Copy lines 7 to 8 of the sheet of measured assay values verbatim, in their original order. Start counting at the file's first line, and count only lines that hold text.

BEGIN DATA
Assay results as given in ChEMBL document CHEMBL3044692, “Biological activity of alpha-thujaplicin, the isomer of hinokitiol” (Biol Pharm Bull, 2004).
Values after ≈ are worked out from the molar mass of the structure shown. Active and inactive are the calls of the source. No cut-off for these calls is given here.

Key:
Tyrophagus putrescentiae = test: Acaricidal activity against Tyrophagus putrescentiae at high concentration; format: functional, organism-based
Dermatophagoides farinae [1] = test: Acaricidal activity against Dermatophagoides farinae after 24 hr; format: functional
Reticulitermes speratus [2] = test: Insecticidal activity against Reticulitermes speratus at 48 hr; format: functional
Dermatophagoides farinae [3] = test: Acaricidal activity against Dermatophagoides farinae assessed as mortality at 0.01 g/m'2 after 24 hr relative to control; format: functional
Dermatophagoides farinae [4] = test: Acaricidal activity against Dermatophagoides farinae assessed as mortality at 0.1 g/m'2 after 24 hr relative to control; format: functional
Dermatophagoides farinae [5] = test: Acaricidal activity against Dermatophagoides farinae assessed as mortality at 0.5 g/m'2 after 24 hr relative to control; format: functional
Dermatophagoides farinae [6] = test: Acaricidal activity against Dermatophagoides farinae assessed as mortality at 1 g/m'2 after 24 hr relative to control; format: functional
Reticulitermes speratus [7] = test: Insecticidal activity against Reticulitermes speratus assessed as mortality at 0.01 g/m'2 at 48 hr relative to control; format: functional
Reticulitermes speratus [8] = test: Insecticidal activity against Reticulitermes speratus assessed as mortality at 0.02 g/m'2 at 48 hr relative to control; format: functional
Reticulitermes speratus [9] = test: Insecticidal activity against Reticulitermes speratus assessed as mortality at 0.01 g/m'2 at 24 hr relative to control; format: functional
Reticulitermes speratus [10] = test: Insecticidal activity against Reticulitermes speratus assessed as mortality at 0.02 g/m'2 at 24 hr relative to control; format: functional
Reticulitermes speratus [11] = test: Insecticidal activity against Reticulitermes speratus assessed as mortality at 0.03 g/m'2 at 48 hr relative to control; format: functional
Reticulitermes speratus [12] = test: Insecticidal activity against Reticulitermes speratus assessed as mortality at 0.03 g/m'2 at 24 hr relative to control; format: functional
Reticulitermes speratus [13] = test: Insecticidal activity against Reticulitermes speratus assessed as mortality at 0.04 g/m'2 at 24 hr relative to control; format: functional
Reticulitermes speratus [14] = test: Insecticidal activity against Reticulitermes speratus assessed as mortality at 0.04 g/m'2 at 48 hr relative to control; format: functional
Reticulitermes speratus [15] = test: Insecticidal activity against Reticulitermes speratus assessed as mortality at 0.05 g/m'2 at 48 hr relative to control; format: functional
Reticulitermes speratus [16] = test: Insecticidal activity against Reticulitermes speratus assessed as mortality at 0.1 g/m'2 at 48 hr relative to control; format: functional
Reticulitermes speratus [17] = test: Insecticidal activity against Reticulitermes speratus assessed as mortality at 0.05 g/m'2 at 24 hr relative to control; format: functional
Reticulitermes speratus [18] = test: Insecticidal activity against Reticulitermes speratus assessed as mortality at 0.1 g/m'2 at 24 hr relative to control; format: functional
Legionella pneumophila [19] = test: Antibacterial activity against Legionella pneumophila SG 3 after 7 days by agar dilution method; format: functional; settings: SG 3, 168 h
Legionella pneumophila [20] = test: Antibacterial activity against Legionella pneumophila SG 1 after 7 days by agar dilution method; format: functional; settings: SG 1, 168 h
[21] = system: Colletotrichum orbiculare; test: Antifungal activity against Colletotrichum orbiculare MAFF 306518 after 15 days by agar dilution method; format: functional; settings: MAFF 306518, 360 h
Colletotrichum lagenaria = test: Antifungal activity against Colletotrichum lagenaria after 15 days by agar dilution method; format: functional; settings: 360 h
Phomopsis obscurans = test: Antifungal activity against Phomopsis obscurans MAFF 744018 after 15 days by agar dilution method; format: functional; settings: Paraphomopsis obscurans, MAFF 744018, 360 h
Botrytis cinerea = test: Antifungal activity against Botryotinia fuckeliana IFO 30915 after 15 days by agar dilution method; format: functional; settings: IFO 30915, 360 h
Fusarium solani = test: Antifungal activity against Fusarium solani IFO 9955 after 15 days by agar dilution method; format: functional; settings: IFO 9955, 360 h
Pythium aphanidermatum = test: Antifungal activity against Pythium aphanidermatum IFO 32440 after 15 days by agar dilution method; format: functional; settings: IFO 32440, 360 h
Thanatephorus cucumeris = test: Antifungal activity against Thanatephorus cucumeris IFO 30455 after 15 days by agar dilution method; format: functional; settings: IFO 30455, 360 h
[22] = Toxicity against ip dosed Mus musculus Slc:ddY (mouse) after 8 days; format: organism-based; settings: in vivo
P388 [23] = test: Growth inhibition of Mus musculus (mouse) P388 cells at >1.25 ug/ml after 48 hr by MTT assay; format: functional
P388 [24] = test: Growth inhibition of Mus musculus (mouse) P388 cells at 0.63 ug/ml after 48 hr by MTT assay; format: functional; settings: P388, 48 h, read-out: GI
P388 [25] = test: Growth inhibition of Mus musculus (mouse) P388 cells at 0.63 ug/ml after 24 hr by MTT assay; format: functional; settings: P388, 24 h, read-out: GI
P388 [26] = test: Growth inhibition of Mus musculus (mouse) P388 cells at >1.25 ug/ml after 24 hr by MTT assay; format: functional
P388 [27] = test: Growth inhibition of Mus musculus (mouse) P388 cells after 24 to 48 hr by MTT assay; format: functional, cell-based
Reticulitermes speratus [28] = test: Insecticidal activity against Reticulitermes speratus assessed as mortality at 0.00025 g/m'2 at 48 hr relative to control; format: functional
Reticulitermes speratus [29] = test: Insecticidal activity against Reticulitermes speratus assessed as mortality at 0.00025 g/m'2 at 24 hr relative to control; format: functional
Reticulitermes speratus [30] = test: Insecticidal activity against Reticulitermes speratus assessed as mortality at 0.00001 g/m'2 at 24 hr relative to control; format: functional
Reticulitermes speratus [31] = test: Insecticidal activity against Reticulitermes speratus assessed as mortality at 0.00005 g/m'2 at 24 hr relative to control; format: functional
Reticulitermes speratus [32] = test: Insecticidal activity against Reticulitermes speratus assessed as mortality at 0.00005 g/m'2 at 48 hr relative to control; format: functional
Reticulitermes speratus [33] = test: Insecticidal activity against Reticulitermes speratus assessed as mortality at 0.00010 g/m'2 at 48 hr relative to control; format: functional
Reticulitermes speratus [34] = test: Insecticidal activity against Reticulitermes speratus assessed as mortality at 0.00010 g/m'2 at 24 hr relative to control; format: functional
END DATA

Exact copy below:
Dermatophagoides farinae [3] = test: Acaricidal activity against Dermatophagoides farinae assessed as mortality at 0.01 g/m'2 after 24 hr relative to control; format: functional
Dermatophagoides farinae [4] = test: Acaricidal activity against Dermatophagoides farinae assessed as mortality at 0.1 g/m'2 after 24 hr relative to control; format: functional